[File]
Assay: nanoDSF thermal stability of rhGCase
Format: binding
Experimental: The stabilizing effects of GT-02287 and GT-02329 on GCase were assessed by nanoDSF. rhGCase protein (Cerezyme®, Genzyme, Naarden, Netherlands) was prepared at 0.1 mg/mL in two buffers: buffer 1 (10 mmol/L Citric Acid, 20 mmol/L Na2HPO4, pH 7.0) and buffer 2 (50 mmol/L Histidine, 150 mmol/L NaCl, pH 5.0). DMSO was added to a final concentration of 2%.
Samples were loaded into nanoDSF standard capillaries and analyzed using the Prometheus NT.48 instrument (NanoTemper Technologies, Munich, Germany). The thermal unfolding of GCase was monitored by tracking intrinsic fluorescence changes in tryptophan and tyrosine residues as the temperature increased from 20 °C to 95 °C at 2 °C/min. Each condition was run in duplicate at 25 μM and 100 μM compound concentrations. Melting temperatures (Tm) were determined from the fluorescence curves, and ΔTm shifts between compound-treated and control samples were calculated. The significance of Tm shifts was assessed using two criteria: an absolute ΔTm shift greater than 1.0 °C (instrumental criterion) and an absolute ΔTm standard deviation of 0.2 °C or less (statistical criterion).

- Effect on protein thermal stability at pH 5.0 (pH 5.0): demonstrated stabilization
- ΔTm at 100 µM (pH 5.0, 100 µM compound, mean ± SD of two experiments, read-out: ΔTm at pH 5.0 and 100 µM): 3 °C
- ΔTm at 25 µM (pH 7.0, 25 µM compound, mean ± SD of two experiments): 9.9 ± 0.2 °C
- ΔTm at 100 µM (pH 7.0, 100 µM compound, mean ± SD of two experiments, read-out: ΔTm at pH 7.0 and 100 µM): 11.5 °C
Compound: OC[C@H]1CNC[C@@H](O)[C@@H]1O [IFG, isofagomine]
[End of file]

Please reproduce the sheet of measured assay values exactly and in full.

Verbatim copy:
Assay: nanoDSF thermal stability of rhGCase
Format: binding
Experimental: The stabilizing effects of GT-02287 and GT-02329 on GCase were assessed by nanoDSF. rhGCase protein (Cerezyme®, Genzyme, Naarden, Netherlands) was prepared at 0.1 mg/mL in two buffers: buffer 1 (10 mmol/L Citric Acid, 20 mmol/L Na2HPO4, pH 7.0) and buffer 2 (50 mmol/L Histidine, 150 mmol/L NaCl, pH 5.0). DMSO was added to a final concentration of 2%.
Samples were loaded into nanoDSF standard capillaries and analyzed using the Prometheus NT.48 instrument (NanoTemper Technologies, Munich, Germany). The thermal unfolding of GCase was monitored by tracking intrinsic fluorescence changes in tryptophan and tyrosine residues as the temperature increased from 20 °C to 95 °C at 2 °C/min. Each condition was run in duplicate at 25 μM and 100 μM compound concentrations. Melting temperatures (Tm) were determined from the fluorescence curves, and ΔTm shifts between compound-treated and control samples were calculated. The significance of Tm shifts was assessed using two criteria: an absolute ΔTm shift greater than 1.0 °C (instrumental criterion) and an absolute ΔTm standard deviation of 0.2 °C or less (statistical criterion).

- Effect on protein thermal stability at pH 5.0 (pH 5.0): demonstrated stabilization
- ΔTm at 100 µM (pH 5.0, 100 µM compound, mean ± SD of two experiments, read-out: ΔTm at pH 5.0 and 100 µM): 3 °C
- ΔTm at 25 µM (pH 7.0, 25 µM compound, mean ± SD of two experiments): 9.9 ± 0.2 °C
- ΔTm at 100 µM (pH 7.0, 100 µM compound, mean ± SD of two experiments, read-out: ΔTm at pH 7.0 and 100 µM): 11.5 °C
Compound: OC[C@H]1CNC[C@@H](O)[C@@H]1O [IFG, isofagomine]